New York orchestra takes up dementia challenge

New York orchestra takes up dementia challenge


norman lebrecht

February 26, 2018

Message received:

New York, NY (February 26, 2018) – Orpheus Chamber Orchestra is pleased to announce an exciting new partnership with CaringKind to bring extraordinary musical experiences to people with Alzheimer’s disease and dementia and their caregivers in Brooklyn and the Bronx. The pilot program, called “With Music in Mind,” marks the first time CaringKind’s connect2culture program – an initiative that helps cultural organizations develop programs for New York’s Alzheimer’s community – is bringing performing arts programming into the Bronx and Brooklyn. Formerly known as the Alzheimer’s Association, New York City Chapter, CaringKind has been New York City’s leading expert on Alzheimer’s and dementia caregiving for more than 30 years.

“With Music in Mind,” funded by a generous $30,000 grant from The Andrew W. Mellon Foundation, comprises two important components:  training and performance.  Experts from CaringKind will provide in-depth “Understanding Dementia” training designed specifically for Orpheus staff and musicians. Staff and musicians will be sensitized to the special needs of this community and provided with the tools needed to orient people with dementia and their caregivers to the musical experience.

The initiative will culminate in May 2018 with two special 90-minute performance events – one at the Hebrew Home in Riverdale on May 8th, and another at the Brooklyn Museum (a connect2culture partner) on May 15th.  “With Music in Mind” audiences will consist entirely of people with Alzheimer’s or dementia and their caregivers.  Each program will offer an intimate concert performed by Orpheus, followed by a conversation between the musicians and the audience, and concluding with a social tea.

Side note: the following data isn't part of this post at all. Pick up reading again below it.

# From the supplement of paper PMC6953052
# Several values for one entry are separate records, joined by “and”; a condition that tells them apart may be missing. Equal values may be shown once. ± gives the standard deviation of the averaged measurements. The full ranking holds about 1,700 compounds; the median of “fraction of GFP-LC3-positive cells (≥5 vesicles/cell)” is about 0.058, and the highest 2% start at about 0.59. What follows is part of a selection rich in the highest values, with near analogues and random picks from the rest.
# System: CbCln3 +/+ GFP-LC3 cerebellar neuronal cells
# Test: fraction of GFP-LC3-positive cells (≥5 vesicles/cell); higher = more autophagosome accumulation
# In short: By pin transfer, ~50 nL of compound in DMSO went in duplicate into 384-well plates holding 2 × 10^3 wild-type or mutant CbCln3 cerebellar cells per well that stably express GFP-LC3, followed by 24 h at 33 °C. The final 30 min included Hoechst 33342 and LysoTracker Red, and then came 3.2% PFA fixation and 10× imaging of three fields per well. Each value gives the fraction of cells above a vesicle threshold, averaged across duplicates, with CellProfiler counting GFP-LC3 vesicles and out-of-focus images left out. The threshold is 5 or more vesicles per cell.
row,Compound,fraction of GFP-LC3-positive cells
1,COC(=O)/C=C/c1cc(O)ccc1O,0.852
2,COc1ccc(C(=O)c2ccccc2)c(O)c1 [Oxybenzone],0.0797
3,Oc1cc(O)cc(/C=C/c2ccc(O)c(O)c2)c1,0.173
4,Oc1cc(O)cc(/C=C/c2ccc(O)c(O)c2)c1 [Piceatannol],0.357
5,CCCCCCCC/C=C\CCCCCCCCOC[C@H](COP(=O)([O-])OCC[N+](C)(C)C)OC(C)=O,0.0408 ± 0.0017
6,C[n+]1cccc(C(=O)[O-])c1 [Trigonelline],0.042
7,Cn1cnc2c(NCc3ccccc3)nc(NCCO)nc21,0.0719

• Neuroscientist in Manchester says:

    Great initiative! So much can be done to help Alzheimer’s and dementia patients with music. For those not familiar with the work of British neurologist Oliver Sacks, who sadly died in 2015, please watch the videos showing his pioneering work in using music to help Alzheimer’s and dementia patients. Some of these videos are amazing:
    and the complete film (with Spanish subtitles):

    There is also a great online platform, that was created primarily for learning music, that is now used a lot with Alzheimer’s and dementia patients all over the world (video):

  • Eric says:

    A fantastic program and initiative. Worth noting, they are not the only ones engaged in this kind of important work. Lincoln Center has been doing this kind of thing for several years now: All of it is important work, and worth getting out there to the public.

  • Larry says:

    Not to take anything away from this worthy project but I seem to recall reading about one or more other US orchestras having some kind of program for dementia patients.

  • Sharon says:

    I’m delighted that this is being done. However as a Bronx resident I know that Hebrew Home for the Aged is one of the best nursing homes in the country. I hope that they can play at other venues and also be an incentive for other music groups (even high school orchestras) to do the same. As a psychiatric nurse I know that music, especially live music, can be incredibly therapeutic and reach people when nothing else can.
    I urge every aspiring musician who wants a backup salaried job to consider studying music therapy. Ideally live music should be part of every activities program in any residential institution

  • Old Man in the Midwest says:

    One of my orchestras were doing this three years ago.

    Now please send us some of that Mellon money…

  • Sue Lyon says:

    I agree that using music to help people with dementia is a great idea. This program sounds great. On a personal level people can use meaningful music to spark memories by recording a person’s favorites in a LifeSongs book. They are good for reminiscing and starting conversations. Noice musical memory boost. Order them at